‘Creed II’ Star Michael B. Jordan Says He’d Fight Roy Jones Jr., Boxer Accepts Challenge
“If Michael B. wants this for real, contact Roy Jones Jr. and we’ll make it happen.”
Boxing’s former pound-for-pound king Roy Jones Jr. is almost 50 years old, but age won’t keep him from ducking a challenge–especially from an actor calling him out to step back into the ring.
So when Creed II star Michael B. Jordan issued one in an offhand way while speaking to TMZ, the retired Jones said he was ready to go.
TMZ Sports cameras caught up with Jordan in Hollywood and asked him who he’d take on if he could, and he said, “Roy Jones, that’s my dude, bro. I feel like I could do my thing a little bit. I could hold my thing, right now, but in his prime, nah.”
In a response given to TMZ, Jones said he wouldn’t hesitate to step in the ring with the seriously shredded Jordan, who has transformed his physique for roles in Black Panther and the Creed movies.
“I ain’t running from nobody,” he said in part, “If Michael B. wants this for real, contact Roy Jones Jr., and we will make it happen.”
It likely wouldn’t be much of a contest. Jones, who is featured as a fight commentator along with real-life HBO boxing analyst colleagues Max Kellerman and Jim Lampley, surely still has more than enough pugilistic skills to clown the younger man in the ring.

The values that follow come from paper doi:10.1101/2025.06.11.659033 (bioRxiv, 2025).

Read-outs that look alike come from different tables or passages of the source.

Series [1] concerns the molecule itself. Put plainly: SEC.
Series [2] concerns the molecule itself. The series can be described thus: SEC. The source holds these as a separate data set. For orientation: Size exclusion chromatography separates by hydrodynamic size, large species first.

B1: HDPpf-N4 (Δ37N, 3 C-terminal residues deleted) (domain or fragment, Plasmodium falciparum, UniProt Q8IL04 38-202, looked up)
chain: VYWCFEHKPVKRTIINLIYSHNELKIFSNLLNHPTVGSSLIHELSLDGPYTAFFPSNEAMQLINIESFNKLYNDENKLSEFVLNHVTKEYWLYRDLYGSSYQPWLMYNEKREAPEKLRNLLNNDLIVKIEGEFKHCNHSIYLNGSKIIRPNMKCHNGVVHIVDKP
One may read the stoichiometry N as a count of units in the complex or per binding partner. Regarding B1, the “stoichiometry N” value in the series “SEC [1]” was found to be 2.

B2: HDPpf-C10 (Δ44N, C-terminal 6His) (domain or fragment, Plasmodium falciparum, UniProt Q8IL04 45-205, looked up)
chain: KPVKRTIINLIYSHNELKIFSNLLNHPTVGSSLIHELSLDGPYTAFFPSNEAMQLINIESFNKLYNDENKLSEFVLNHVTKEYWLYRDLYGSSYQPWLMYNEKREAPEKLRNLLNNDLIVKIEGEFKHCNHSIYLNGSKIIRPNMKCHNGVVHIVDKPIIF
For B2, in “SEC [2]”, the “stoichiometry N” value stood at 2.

But will it actually happen? It’s obvious Jordan was popping off in a random convo, so it seems pretty unlikely.
Sadly, Jordan wouldn’t be able to meet the challenge with the ghost of Apollo Creed by his side. In Creed II, however, his character almost did. No, seriously, according to Business Insider, director Steven Caple Jr. said that was originally in Sylvester Stallone’s script:
“Sly had a ghost version at one point,” Caple told Business Insider.
The idea Stallone had was that while Adonis Creed (Michael B. Jordan) is recovering in the hospital from his first fight with Viktor Drago (Florian Munteanu), for a brief moment while in and out of consciousness he would see his father, Apollo, standing in the corner of the room.
“In regards to tone, it wasn’t on my level of where I was going with the film,” Caple said. “Sly had it in just as an idea we could use, but I thought it might throw people off. And then I was thinking what does Apollo wear? Is it [actor] Carl Weathers today or from back in ‘Rocky IV’?”
So yeah, some kind of Obi Wan Kenobi in Star Wars stuff could’ve gone down. Caple actually came close to meeting Stallone halfway on this point, though, proposing that Jordan’s character hear his father’s voice say, “Get up, son” after a knockdown.
Ultimately it obviously didn’t work out, and that’s probably good, because it sort of sounds like the kind of thing critics might’ve ripped to shreds.
The “Apollo’s Ghost” and Jones fight have something in common, if you think about it: Both are dumb ideas. And just like the ghost appearance, the boxing match probably won’t happen either.